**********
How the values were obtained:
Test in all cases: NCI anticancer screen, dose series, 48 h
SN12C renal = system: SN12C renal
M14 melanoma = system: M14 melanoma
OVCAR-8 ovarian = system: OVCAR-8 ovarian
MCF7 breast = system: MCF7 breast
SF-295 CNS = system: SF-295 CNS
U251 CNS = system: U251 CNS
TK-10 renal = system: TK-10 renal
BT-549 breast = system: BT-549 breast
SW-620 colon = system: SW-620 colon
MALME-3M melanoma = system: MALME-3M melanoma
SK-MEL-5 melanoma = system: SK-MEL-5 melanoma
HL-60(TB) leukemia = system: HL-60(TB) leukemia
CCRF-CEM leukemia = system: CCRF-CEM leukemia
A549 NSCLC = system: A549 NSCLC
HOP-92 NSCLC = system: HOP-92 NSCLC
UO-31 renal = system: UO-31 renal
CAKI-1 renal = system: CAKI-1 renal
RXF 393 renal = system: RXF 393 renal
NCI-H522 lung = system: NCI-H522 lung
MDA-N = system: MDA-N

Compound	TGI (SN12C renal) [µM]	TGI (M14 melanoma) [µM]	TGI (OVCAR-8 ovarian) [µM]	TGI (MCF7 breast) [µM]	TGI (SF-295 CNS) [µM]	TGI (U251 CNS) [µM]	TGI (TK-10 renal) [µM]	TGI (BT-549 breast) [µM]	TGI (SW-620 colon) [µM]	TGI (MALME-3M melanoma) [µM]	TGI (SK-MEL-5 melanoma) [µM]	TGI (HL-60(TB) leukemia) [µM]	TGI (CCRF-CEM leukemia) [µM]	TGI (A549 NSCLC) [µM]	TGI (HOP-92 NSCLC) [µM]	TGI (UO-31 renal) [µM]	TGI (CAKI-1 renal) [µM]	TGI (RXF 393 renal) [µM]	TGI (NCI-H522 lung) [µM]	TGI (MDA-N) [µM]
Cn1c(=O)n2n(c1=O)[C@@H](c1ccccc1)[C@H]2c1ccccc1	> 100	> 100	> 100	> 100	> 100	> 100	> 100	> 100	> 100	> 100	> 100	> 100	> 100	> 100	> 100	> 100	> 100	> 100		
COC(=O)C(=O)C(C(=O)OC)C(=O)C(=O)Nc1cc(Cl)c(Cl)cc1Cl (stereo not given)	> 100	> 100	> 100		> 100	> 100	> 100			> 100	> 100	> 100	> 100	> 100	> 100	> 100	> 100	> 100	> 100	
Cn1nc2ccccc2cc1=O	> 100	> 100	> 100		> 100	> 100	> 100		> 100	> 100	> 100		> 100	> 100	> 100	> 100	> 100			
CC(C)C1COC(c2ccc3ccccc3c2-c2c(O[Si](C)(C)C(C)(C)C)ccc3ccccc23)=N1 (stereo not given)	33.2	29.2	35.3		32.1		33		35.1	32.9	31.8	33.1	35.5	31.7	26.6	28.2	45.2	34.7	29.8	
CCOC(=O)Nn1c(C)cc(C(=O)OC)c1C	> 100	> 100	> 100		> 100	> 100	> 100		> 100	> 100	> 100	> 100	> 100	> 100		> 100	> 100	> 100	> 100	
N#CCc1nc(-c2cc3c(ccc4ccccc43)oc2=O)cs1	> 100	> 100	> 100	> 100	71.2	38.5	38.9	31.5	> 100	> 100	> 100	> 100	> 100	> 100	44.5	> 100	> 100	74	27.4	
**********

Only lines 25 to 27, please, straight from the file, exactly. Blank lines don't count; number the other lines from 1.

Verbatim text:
COC(=O)C(=O)C(C(=O)OC)C(=O)C(=O)Nc1cc(Cl)c(Cl)cc1Cl (stereo not given)	> 100	> 100	> 100		> 100	> 100	> 100			> 100	> 100	> 100	> 100	> 100	> 100	> 100	> 100	> 100	> 100	
Cn1nc2ccccc2cc1=O	> 100	> 100	> 100		> 100	> 100	> 100		> 100	> 100	> 100		> 100	> 100	> 100	> 100	> 100			
CC(C)C1COC(c2ccc3ccccc3c2-c2c(O[Si](C)(C)C(C)(C)C)ccc3ccccc23)=N1 (stereo not given)	33.2	29.2	35.3		32.1		33		35.1	32.9	31.8	33.1	35.5	31.7	26.6	28.2	45.2	34.7	29.8	